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Introduction

The Bank of England, established in 1694.

A bank is a financial institution that accepts deposits from the public and creates credit. Lending activities can be performed either directly or indirectly through capital markets. Due to their importance in the financial stability of a country, banks are highly regulated in most countries. Most nations have institutionalized a system known as fractional reserve banking under which banks hold liquid assets equal to only a portion of their current liabilities. In addition to other regulations intended to ensure liquidity, banks are generally subject to minimum capital requirements based on an international set of capital standards, known as the Basel Accords.

Banking in its modern sense evolved in the 14th century in the prosperous cities of Renaissance Italy but in many ways was a continuation of ideas and concepts of credit and lending that had their roots in the ancient world. In the history of banking, a number of banking dynasties – notably, the Medicis, the Fuggers, the Welsers, the Berenbergs, and the Rothschilds – have played a central role over many centuries. The oldest existing retail bank is Banca Monte dei Paschi di Siena, while the oldest existing merchant bank is Berenberg Bank.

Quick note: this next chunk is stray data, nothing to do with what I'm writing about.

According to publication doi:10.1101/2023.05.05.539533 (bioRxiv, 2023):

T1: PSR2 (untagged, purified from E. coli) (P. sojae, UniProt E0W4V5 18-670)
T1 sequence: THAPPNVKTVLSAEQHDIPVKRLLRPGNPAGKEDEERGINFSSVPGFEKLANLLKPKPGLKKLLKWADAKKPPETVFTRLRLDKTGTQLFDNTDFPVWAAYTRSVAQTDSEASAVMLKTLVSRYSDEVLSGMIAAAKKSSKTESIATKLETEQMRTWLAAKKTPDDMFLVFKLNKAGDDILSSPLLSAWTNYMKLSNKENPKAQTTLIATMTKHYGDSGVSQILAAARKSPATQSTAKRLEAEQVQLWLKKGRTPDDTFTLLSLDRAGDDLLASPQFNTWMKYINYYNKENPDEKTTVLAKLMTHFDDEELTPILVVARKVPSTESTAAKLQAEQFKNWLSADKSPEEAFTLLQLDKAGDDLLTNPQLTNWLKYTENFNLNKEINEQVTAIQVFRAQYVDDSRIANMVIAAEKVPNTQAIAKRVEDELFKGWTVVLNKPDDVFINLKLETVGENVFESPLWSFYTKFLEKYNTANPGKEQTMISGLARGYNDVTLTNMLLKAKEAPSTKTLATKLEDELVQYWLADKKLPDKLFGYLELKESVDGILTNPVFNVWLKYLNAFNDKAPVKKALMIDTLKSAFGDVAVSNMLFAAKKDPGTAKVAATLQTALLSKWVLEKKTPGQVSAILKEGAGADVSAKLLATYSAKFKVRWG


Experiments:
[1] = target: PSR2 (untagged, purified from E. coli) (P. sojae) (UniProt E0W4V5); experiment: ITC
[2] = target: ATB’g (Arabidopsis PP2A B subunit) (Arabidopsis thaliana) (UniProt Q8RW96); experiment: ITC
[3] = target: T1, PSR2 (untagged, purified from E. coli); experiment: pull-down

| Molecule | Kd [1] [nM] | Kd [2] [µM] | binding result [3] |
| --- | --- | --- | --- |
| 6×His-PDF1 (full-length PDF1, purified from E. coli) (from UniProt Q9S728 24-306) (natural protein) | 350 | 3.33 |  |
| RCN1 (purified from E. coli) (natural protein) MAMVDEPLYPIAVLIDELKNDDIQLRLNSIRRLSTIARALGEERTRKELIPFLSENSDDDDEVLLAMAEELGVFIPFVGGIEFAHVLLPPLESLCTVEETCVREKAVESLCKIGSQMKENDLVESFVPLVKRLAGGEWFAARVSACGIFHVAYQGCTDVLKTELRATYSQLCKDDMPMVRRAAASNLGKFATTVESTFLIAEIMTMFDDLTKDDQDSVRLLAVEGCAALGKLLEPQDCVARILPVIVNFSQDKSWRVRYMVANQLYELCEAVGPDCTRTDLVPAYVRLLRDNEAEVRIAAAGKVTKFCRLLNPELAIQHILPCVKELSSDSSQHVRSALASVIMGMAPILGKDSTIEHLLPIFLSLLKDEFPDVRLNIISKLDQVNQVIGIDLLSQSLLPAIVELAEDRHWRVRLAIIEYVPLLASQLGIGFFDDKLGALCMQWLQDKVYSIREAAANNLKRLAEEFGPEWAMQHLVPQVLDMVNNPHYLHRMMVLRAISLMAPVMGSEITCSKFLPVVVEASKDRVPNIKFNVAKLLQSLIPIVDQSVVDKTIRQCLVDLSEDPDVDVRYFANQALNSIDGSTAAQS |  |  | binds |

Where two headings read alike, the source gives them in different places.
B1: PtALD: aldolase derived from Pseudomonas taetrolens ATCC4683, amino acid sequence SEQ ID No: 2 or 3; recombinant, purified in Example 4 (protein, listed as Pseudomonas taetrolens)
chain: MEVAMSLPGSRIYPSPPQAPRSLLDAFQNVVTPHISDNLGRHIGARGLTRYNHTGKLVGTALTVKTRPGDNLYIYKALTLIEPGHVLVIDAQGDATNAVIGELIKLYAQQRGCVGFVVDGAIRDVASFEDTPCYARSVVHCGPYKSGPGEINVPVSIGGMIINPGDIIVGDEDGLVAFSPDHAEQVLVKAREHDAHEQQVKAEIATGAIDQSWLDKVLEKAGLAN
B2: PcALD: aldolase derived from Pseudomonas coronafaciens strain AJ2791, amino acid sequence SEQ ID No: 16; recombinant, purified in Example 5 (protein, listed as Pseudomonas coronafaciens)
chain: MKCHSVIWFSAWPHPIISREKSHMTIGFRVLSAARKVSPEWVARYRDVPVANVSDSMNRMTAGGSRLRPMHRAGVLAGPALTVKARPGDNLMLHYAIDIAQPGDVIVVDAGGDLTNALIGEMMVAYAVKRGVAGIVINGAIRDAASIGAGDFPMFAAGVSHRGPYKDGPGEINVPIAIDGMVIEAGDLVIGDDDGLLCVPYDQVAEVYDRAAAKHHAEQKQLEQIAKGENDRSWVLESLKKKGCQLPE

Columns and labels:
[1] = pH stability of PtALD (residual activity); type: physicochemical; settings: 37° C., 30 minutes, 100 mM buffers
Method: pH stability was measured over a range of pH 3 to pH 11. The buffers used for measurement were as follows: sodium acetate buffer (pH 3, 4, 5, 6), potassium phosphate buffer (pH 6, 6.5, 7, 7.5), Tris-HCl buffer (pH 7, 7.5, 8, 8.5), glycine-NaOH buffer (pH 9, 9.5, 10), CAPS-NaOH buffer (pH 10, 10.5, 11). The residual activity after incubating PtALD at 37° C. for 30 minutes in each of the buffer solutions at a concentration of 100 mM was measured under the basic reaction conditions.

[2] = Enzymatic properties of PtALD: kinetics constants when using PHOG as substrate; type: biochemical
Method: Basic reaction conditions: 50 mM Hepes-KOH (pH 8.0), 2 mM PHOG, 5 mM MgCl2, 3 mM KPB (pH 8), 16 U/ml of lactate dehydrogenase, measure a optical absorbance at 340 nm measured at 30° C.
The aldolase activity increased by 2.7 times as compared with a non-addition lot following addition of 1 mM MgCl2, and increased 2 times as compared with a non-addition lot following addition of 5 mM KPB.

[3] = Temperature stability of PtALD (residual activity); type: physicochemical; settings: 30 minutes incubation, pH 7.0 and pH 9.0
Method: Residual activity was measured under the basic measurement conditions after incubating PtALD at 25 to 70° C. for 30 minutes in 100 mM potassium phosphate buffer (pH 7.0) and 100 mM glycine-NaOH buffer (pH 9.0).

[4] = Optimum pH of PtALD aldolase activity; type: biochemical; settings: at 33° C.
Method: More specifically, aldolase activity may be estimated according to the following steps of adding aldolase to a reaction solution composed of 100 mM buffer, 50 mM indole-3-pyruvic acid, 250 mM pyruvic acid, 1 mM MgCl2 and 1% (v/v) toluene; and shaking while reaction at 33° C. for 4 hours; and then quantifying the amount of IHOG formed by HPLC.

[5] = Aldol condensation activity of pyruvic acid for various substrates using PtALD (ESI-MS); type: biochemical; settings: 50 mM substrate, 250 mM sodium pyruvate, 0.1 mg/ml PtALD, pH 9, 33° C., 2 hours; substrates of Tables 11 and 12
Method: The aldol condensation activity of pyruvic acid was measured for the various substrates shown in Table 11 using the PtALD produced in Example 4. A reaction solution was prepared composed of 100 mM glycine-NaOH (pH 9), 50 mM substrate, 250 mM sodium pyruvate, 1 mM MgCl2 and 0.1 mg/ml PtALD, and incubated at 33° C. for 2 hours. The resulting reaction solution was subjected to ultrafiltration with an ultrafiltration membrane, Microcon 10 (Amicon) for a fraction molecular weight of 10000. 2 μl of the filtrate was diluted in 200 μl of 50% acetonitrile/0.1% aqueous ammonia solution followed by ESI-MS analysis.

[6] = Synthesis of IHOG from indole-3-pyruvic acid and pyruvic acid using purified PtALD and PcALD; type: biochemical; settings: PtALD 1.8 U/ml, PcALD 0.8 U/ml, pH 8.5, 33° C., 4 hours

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9 August 2019 –
The International Monetary Fund finds that China's currency, the yuan, has been "broadly stable" against other currencies over the last year. The yuan is pulled down by market pressures due to the slowing economy. Suggesting little intervention by China's central bank, the IMF position is at odds with the designation of China by the U.S. as a currency manipulator. (AP News)

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